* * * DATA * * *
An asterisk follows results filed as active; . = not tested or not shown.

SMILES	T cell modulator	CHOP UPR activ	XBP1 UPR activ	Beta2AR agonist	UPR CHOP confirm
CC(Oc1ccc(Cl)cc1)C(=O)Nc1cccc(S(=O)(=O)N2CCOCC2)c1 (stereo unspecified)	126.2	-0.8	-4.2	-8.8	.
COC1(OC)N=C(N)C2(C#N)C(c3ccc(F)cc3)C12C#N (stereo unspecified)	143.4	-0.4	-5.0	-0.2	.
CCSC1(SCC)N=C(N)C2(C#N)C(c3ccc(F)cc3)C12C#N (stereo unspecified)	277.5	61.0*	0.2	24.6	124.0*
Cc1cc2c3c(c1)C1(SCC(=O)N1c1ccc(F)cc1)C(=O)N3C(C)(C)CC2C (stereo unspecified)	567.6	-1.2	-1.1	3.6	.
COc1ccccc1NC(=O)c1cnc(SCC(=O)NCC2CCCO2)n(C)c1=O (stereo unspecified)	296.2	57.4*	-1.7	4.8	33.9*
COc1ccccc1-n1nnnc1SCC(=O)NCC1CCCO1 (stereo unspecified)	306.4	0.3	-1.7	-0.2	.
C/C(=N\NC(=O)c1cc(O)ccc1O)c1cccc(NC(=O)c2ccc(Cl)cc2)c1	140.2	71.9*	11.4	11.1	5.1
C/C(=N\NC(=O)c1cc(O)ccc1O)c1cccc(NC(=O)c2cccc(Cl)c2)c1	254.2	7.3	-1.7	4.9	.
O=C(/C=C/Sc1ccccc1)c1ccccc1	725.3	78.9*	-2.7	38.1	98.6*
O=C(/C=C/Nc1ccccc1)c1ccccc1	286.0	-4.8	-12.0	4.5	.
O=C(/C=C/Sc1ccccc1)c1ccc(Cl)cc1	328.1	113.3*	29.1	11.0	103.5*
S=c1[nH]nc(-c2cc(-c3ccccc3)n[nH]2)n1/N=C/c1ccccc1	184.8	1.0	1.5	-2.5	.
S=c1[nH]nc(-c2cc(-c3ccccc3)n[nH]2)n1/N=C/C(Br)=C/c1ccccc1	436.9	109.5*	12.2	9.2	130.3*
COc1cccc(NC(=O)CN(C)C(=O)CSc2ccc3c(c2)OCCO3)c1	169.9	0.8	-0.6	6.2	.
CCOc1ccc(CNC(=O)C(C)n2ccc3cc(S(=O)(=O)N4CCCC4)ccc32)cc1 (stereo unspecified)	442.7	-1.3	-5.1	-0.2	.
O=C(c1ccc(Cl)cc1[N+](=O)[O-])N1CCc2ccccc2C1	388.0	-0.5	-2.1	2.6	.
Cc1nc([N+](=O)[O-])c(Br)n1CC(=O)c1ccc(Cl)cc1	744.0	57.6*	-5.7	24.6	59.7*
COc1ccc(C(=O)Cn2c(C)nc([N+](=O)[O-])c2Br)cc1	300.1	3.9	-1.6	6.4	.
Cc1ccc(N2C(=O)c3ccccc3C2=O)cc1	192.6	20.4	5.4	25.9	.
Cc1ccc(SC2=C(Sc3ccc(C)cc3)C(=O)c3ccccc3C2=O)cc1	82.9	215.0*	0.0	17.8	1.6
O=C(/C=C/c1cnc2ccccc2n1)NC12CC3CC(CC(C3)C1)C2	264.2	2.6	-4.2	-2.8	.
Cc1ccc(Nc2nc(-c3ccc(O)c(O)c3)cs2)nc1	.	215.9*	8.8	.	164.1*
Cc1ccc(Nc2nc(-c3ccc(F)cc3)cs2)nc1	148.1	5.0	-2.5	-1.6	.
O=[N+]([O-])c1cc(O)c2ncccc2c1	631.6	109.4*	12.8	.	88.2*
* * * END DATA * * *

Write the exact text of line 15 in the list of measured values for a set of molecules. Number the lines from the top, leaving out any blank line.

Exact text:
S=c1[nH]nc(-c2cc(-c3ccccc3)n[nH]2)n1/N=C/C(Br)=C/c1ccccc1	436.9	109.5*	12.2	9.2	130.3*